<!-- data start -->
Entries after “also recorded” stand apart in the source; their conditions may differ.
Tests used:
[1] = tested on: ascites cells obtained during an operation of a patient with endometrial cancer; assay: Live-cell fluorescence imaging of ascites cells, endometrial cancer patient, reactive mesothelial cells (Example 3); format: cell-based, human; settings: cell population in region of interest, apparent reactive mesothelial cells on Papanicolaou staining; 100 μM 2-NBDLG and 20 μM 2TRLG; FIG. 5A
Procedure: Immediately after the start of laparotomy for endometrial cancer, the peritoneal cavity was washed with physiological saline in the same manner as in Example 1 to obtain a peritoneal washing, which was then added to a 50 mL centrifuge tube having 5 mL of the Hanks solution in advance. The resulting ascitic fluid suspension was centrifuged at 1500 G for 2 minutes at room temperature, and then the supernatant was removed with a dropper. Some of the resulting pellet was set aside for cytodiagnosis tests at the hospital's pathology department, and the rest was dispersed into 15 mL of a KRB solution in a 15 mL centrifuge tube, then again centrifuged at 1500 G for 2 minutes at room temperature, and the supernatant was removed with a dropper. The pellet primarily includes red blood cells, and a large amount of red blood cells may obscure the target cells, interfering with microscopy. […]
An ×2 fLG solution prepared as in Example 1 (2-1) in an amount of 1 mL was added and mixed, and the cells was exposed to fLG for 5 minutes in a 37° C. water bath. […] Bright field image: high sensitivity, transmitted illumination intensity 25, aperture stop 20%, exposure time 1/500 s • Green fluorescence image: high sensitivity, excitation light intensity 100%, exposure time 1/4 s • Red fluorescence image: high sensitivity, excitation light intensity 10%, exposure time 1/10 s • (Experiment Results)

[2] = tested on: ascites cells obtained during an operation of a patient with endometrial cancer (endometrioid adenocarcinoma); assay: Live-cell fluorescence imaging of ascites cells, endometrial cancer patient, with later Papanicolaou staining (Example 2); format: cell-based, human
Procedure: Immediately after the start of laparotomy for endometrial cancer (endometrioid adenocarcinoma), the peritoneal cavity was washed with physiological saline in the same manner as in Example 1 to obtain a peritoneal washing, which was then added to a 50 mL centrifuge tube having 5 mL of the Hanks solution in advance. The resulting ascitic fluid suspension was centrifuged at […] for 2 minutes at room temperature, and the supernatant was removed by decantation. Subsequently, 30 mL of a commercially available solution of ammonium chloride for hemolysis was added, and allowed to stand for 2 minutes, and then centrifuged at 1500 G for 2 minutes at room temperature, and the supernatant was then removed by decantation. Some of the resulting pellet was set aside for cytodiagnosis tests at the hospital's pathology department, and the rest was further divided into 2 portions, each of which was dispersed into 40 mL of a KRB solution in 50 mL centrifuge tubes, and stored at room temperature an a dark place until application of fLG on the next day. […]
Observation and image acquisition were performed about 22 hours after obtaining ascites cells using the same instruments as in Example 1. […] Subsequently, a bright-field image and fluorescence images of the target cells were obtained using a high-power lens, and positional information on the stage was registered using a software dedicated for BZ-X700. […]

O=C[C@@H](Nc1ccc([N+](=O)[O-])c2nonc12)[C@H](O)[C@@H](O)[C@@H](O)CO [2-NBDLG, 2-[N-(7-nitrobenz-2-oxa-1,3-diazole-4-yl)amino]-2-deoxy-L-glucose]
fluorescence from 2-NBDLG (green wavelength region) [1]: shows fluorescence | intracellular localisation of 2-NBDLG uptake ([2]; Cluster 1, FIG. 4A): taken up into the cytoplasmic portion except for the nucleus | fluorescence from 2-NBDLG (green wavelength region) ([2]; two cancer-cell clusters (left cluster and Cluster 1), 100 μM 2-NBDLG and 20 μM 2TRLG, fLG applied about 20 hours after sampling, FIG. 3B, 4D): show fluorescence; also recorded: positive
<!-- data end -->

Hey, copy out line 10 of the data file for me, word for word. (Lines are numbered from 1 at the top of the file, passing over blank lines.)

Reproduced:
fluorescence from 2-NBDLG (green wavelength region) [1]: shows fluorescence | intracellular localisation of 2-NBDLG uptake ([2]; Cluster 1, FIG. 4A): taken up into the cytoplasmic portion except for the nucleus | fluorescence from 2-NBDLG (green wavelength region) ([2]; two cancer-cell clusters (left cluster and Cluster 1), 100 μM 2-NBDLG and 20 μM 2TRLG, fLG applied about 20 hours after sampling, FIG. 3B, 4D): show fluorescence; also recorded: positive